This alluring boulder sits like a motionless eye deep in the canyon, it's light tones strange and intriguing among the dark green brush. Most of the slog from the parking lot is done on pure faith that something incredible awaits at the end. It isn't until the final minutes of the full hour march that the boulder reveals itself as the greenery parts and reveals a smooth face carved with the slightest edges, just enough.
|Approaching the mouth of Juniper Canyon.|
|Lichen on a trailside boulder.|
It's just sitting there! Nothing remotely decent to warm up on in either direction, and behind you through the visible heat waves is the parking lot, a million miles away. I guess there's nothing to do but talk about the conditions and swing my arms around absentmindedly.
|Looking up from the Stand and Deliver boulder.|
|Adam Seely readies himself under the looming wall of sandstone.|
I had been out here twice before, once to scout and admire, and once to climb. I had maybe five attempts or so on my first warm day back in April. Looking back I'm glad I didn't sent that day.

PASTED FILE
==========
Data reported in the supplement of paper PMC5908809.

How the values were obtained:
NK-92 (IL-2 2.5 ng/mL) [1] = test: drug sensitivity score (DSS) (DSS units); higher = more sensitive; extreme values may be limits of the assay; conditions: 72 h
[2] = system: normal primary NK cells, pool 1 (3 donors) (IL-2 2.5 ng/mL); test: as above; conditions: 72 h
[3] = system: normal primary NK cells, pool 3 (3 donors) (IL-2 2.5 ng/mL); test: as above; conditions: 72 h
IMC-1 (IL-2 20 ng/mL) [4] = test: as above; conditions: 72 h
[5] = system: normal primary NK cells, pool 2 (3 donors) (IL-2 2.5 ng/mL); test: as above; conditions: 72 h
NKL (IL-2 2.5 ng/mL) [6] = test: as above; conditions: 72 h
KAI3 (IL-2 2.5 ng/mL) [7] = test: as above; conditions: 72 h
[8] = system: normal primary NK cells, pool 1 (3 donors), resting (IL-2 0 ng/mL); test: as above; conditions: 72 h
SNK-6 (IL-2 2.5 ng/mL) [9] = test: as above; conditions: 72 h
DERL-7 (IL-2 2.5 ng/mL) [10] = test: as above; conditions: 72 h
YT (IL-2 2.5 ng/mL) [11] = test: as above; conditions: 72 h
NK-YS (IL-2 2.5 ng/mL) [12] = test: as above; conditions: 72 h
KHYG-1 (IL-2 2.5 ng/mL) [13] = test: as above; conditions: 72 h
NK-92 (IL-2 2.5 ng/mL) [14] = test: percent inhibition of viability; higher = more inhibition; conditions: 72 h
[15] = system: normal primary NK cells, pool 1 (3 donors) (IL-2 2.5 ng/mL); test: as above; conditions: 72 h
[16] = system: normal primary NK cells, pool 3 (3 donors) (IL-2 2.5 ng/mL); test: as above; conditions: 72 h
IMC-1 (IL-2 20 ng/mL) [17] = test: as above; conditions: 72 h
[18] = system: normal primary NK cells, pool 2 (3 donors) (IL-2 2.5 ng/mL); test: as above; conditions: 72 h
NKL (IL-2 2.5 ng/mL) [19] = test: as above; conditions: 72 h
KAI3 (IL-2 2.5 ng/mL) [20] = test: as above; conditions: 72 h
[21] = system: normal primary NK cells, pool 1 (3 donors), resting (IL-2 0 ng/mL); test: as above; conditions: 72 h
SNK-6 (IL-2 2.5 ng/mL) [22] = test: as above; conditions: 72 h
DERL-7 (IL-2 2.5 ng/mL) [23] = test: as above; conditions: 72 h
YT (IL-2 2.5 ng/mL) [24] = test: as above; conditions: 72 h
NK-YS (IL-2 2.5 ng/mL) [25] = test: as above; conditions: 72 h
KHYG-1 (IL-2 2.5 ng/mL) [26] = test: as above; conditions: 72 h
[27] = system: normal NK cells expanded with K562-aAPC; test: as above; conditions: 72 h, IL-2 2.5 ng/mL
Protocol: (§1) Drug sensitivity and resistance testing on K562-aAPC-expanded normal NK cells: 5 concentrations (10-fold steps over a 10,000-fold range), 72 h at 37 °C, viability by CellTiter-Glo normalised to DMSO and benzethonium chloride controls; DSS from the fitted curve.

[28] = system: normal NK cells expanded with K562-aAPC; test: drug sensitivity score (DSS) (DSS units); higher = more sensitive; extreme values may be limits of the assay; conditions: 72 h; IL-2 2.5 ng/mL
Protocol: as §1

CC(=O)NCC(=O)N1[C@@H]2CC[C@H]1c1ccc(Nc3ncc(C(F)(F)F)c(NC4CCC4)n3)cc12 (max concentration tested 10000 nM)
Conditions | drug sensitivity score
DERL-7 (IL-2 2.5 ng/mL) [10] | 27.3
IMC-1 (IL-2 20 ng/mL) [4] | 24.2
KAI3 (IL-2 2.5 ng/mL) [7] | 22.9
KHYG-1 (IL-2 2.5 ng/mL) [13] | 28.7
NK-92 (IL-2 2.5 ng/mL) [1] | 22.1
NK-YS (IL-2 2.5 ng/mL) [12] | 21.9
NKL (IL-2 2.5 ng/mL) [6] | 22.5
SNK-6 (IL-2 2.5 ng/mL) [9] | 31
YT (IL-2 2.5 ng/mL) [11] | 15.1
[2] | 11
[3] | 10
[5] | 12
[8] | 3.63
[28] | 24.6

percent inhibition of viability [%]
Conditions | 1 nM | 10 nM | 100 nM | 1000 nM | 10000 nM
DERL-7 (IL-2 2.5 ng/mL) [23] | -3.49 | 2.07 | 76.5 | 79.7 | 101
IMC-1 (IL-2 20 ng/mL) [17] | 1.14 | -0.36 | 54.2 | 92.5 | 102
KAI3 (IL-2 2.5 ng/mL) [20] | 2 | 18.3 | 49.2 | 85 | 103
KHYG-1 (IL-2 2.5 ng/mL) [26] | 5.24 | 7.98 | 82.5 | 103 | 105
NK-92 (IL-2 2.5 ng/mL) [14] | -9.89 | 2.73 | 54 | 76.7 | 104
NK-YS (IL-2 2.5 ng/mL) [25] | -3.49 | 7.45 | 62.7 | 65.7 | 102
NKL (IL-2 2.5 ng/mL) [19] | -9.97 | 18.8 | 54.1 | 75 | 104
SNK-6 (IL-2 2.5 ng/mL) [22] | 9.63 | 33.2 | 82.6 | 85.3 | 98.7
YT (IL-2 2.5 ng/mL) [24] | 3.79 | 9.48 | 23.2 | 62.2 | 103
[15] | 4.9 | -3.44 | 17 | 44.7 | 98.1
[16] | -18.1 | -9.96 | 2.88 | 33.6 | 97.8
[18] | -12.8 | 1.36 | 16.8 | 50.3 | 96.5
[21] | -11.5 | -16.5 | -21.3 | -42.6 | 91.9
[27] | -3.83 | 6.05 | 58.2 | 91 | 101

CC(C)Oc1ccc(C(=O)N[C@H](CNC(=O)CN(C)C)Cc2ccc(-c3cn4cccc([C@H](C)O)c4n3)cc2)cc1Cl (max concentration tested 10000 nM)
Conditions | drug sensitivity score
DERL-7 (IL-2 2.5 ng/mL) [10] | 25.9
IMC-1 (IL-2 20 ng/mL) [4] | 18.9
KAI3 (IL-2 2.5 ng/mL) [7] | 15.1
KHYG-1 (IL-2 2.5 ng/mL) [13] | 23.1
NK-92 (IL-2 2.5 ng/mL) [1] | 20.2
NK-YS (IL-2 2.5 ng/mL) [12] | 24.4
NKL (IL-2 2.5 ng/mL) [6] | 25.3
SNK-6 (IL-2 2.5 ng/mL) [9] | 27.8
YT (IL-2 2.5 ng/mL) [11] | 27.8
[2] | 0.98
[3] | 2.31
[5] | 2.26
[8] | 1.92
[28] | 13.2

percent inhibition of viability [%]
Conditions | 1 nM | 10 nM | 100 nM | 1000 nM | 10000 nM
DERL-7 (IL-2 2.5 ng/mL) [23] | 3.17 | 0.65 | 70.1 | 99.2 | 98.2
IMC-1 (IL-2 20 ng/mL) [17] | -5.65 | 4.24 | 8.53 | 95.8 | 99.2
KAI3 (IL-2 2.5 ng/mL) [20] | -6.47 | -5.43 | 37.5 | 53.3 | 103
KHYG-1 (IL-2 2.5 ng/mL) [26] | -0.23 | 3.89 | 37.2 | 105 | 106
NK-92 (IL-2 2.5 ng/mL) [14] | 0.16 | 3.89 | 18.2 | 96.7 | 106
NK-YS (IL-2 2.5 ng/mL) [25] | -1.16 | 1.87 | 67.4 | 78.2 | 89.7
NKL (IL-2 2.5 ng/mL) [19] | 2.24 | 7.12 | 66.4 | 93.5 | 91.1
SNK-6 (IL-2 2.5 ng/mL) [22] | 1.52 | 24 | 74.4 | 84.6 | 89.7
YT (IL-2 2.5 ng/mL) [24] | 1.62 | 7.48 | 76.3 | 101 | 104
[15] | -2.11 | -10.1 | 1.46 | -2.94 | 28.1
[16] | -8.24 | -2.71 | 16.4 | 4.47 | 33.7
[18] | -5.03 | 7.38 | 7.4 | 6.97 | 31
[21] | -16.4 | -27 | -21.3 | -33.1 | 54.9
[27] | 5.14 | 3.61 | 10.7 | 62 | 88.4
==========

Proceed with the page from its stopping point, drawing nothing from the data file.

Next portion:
This time out I nearly climbed the boulder first try. I'm very happy that I didn't send on that attempt. I knew that I would likely only climb this boulder once and I wanted to spend more time experiencing the movement and put more of my skin, energy, and heart into it.
As it turned out I tried five or so times before taking a long break. I had the cliche last burn doubts, walking the line between packing up and booting up before stepping on for one last try. I felt an incredible amount of satisfaction and pride upon reaching the lip physically tired and mentally fatigued, much more than I would have felt had I sent on the warm up burn.
All this might seem overly poetic for a chunk of rock. A scarred up marble compared to the giant walls surrounding and creating the canyon. It could be, but I rarely take time to think about the overall experience of a problem, about the process of climbing it. As with a lot of climbers I like to send, log, and get on to the next one.
With this boulder I felt the need to just linger in the rearview for a while.